There is a great discrepancy between the interior of the apartment where my paternal grandparents live and the neighborhood of skyrises surrounding their building. The washed-out building façades are scraped raw like skin to reveal hazardous cement cracks and streaks of dirty laundry water like human tears. A precariously heaped mountain of waste in front of our building has just crumbled under heavy rain—from ten floors above the neon plastic bags and the bright watermelon shells almost look pretty. When the sun comes out the damp heap will swarm with maggots and flies, but while it rains the weather is bearable and the breeze is steady and cool. The inner circuit of my grandparents’ neighborhood is a road forever stamped with spit, gum, and garbage thrown carelessly from rooms high above. Nothing looks cleaner than was a few years ago, although admittedly pristine would be a difficult look to achieve when the drooping sky casts everything in a dustier shade. I notice only a few differences: the new air conditioning machines sitting out on the ledges of every apartment window, still white from the department store and the small parade of fancy cars encircling each building in the neighborhood. The old preschool playground I can see to the left is exactly the same as it was eight years ago. The barbershop in front of the playground gates has lost its signature barbershop roll and still has not been painted to look a bit more welcoming for patrons, since its only regular customers are the elderly looking for a trim to affirm that their hair is still growing. The biggest difference is beyond the neighborhood gate, where the highway is congested by five in the morning, buses wait splattered with colorful advertisements for Olympics merchandise, taxis dart in and out seeking business, and motorcycles with horns replace the former school of rickety bicycles with bells. The constant rush of traffic, punctuated by angry horns and engines, never quiets. The city truly never sleeps. In all its smog and smoke, I have never seen a true sunrise and sunset to mirror our most instinctive pattern of sleeping and waking. Here is the face of urban China.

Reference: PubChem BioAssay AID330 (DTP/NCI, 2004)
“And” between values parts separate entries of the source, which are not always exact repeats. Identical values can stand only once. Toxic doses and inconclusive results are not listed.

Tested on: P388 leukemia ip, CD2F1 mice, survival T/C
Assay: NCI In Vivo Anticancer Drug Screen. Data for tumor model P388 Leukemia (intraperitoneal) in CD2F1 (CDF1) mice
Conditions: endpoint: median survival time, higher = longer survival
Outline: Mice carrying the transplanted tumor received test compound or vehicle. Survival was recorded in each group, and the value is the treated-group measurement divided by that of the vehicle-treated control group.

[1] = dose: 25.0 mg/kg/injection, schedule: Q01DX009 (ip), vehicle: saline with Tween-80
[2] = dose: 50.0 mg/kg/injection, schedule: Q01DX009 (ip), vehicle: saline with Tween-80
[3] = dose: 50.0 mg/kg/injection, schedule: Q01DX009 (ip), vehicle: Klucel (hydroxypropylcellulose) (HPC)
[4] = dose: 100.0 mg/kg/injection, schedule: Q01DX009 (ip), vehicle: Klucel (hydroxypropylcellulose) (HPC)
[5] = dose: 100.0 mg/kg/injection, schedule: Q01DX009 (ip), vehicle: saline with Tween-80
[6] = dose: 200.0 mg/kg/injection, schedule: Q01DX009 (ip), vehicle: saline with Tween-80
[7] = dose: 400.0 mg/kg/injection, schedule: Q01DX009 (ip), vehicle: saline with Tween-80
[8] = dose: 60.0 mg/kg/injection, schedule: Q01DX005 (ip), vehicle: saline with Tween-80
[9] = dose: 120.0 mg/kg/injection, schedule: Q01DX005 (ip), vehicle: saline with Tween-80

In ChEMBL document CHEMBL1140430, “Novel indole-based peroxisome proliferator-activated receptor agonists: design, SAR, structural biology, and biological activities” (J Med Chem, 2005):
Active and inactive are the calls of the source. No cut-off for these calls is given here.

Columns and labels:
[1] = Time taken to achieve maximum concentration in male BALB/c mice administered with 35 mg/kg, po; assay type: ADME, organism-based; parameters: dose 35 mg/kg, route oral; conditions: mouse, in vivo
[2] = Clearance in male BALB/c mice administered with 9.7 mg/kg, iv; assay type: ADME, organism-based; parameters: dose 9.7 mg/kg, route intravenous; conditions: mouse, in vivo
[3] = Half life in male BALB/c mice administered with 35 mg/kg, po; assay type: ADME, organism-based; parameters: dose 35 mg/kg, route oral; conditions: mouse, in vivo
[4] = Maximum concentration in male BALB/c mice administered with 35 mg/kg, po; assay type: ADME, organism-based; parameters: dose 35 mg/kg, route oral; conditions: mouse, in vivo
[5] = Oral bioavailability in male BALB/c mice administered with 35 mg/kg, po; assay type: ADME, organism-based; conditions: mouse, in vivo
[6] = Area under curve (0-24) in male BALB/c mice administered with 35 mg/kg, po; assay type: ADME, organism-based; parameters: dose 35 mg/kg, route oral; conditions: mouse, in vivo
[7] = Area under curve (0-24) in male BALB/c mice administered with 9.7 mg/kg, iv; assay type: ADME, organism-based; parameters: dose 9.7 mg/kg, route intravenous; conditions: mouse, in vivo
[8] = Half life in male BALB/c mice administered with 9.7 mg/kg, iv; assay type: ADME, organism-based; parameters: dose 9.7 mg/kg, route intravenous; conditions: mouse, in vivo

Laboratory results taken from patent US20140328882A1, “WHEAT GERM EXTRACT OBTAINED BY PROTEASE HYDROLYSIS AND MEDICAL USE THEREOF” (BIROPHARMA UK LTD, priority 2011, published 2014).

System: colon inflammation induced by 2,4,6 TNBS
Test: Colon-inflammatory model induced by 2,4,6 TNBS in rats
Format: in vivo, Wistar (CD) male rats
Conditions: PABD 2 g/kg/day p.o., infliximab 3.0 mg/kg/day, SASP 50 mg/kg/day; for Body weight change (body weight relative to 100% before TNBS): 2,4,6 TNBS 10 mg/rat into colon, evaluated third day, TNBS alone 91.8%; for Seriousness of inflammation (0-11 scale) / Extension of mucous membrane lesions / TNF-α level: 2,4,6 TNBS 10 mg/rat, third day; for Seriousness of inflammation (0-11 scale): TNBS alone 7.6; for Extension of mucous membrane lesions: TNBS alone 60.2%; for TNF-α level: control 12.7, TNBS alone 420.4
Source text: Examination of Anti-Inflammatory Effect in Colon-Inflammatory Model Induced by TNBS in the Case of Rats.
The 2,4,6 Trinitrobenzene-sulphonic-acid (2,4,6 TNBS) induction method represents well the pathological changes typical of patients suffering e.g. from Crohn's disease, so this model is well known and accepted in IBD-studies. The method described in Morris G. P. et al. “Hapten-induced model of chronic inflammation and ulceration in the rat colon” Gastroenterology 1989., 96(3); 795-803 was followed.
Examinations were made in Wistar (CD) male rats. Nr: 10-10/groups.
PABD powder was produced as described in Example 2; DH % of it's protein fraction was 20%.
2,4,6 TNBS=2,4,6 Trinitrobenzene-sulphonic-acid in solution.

Shall I Wear My Trousers Rolled.

Traveling, especially by air, is a fairly uncomfortable experience, but the idea of being airborne is great compensation for physical discomfort. The airport itself is a fascinating intersection of anything and everything—literal concourse junctions mirroring the tangible crisscrossing of individual lives. The terminal microcosm facilitates a sort of social experiment. How close can we sit beside someone, not speaking, not knowing who they are, but cramped into the same small space and traveling to the same place? Conversations usually carry in whispers and fragments of a foreign or familiar language punctures the steady murmur of speech. The observant—or perhaps the meticulous—make note of everyone’s luggage collections. I’ve always tried to catalogue and classify the blank-faced traveler sitting before me based on the little flowery carryon or the professional, sleek briefcase. I want to know the history of the single woman sitting in front of me with her arms crossed: why she is traveling alone, what brings her to this particular airport, why she wants to go where I am also going. It’s too simple to believe that our natures compel us to be gossipmongers; I prefer to think of it as an inclination for voyeur. That other person’s life is most fascinating when we see everything but know nothing. Capacity for unrestrained imagination transforms the people at the terminal, the infinite concourses that form an asterisk, and silenced sky and airplanes beyond the floor-length windows into concentric circles of orbit, of which I am the center. It isn’t human egoism that drives this thought, but my tendency to treat physical proximity as intimacy. And this is precisely how I feel sitting in terminal K19, listening to a disembodied female voice calling out names and instructions and watching tiny airplanes, as tiny as the little steel model planes I played with as a child, crossing dangerously close together.